The reason the breastfeeding success rate is higher in many other cultures? Grandmas.
It’s a frustrating dilemma for many new moms: We’re told breastfeeding is instinctual and should come naturally, but when you’re donning nipple shields and washing pump parts it feels anything but. The first few days can be especially challenging, with surveys showing the majority of new moms experience issues with latching, pain and production. Without easily accessible resources for breastfeeding help, nearly half of American mothers give up breastfeeding after six months.
But in many cultures, the breastfeeding success rate is much higher. Brooke Scelza, an anthropologist at the the University of Los Angeles, traveled across the world to find out why.
As a human behavioral ecologist, Scelza studies the reproductive and partnership decisions of the Himba, a pastoral ethnic group in northern Namibia. Isolated from urban centers, the Himba rely on herding cattle and growing maize, sorghum and pumpkins.
They also have a very high rate of success with breastfeeding and—according to Scelza— they make it look easy.
As a mother who struggled with breastfeeding herself, Scelza wanted to find why.
"I think that there's enormous pressure to succeed with breastfeeding in the U.S. and that you feel like if you can't do it that this is a huge failing as a mother," she told NPR in a June interview.
Initially, Scelza suspected the Himba’s breastfeeding success was due to the prevalence of home births and the result of a childhood spent witnessing women breastfeed.
But, when she interviewed 30 Himba women, they credited the grandmothers who act as personal lactation consultants.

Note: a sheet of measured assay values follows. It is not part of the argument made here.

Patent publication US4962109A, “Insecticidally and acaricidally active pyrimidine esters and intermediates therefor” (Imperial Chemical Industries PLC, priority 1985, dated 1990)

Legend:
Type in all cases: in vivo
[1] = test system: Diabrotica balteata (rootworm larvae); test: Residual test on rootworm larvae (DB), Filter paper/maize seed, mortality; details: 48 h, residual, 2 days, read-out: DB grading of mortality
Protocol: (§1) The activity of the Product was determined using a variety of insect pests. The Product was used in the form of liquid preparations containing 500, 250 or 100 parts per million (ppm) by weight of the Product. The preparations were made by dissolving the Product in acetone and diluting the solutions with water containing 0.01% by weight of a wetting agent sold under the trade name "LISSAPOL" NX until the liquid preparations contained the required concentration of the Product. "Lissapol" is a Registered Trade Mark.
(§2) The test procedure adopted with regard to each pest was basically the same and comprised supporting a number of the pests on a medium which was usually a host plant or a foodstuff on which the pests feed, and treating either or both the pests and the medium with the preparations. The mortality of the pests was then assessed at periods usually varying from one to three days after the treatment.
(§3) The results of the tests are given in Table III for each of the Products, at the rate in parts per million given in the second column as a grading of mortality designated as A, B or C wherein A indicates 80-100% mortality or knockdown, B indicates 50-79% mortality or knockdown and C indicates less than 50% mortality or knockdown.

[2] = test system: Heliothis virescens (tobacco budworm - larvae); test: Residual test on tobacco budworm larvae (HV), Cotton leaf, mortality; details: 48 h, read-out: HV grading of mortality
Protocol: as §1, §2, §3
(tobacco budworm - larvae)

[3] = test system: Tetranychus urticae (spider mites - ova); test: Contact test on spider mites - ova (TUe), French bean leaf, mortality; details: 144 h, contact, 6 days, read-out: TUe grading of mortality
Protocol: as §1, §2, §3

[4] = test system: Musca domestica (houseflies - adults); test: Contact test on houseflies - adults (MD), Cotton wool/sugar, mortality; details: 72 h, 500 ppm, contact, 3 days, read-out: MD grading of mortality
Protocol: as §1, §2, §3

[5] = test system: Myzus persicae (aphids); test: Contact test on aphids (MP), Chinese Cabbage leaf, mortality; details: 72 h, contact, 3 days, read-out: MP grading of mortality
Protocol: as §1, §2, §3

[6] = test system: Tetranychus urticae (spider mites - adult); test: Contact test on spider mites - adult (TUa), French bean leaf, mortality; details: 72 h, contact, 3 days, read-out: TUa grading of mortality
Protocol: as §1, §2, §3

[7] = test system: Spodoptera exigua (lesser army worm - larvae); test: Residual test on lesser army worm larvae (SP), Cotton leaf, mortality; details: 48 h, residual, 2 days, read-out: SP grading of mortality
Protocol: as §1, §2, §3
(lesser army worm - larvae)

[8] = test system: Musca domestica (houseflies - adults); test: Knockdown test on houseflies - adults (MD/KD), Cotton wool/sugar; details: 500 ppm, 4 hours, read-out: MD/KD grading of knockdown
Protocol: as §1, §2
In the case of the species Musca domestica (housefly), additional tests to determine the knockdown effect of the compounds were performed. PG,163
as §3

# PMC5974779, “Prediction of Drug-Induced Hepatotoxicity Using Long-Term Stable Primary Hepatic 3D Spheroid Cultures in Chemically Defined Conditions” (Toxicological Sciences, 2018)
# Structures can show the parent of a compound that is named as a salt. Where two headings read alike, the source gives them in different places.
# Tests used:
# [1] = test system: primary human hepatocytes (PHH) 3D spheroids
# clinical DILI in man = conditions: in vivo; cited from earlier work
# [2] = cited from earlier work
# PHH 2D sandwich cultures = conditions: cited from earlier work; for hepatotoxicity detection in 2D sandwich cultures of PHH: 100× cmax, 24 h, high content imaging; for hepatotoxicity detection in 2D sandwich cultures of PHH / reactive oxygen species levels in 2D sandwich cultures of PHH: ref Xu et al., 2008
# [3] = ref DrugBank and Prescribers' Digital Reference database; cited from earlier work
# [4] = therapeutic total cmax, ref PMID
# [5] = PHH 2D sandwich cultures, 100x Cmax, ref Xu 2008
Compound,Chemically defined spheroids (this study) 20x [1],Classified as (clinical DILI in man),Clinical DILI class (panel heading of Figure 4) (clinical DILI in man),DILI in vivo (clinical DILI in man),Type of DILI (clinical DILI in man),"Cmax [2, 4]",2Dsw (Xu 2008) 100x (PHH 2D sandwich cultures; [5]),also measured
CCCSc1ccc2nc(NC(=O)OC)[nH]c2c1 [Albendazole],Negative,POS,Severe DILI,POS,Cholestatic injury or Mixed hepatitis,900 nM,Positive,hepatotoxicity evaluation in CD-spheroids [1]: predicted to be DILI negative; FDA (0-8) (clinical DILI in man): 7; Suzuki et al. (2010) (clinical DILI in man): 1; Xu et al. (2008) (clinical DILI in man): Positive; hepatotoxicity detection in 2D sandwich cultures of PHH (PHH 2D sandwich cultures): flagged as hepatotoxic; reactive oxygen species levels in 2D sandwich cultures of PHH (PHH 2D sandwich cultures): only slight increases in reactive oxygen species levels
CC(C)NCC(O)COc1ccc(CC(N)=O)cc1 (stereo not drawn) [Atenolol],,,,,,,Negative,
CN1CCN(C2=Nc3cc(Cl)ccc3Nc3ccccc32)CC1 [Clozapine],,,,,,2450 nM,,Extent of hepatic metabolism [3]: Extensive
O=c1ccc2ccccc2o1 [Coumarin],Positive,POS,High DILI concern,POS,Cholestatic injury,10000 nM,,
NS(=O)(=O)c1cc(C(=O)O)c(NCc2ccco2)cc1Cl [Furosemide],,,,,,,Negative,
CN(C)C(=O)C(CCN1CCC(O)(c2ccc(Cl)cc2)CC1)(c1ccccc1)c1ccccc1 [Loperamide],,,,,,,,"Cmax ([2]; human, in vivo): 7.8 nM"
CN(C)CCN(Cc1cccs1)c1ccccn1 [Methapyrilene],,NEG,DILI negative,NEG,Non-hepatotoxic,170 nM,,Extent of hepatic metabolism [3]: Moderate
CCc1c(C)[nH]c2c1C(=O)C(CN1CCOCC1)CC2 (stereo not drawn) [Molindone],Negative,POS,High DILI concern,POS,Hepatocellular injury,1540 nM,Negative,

"When a woman gives birth, she typically goes home to her mother's compound in the last trimester of pregnancy and stays there for months after the birth," Scelza explains.
The women told her it’s not that they find breastfeeding any easier than American women do—in fact, many struggled with learning to breastfeed, and two-thirds reported the same early struggles (pain, latching and supply issues) as American moms.
The difference is that the Himba have access to 24-hour help via their baby’s grandmother.
According to Scelza, this kind of breastfeeding assistance is the key to the nursing success seen in many other cultures. For Western moms struggling with breastfeeding and early motherhood the takeaway is this: Breastfeeding is not so much an instinct as it is a skill to be practiced and learned from others.
Unfortunately, for many of us, around the clock assistance from a grandmother with breastfeeding experience isn’t a realistic part of the post-birth plan. But technology is making connecting with the right advice during those late-night feedings a little easier: New apps, like Momseze, are stepping up to be our digital grandmothers by connecting moms with certified lactation consultants and new baby support specialists 24 hours a day via video, voice chat or text.
Whether you use an app or just text your mom, sister or breastfeeding BFF, nursing moms should learn from the Himba by leaning on others—and recognizing that struggling is normal.
"When [the baby] had trouble latching, they were just like, 'Yeah, this is part of what you have to learn if you're going to breastfeed," says Scelza of the Himba. "They didn't stigmatize the failing."
Bottom line: You’ve got this—and your chances are even better if you surround yourself with a breastfeeding support team. ?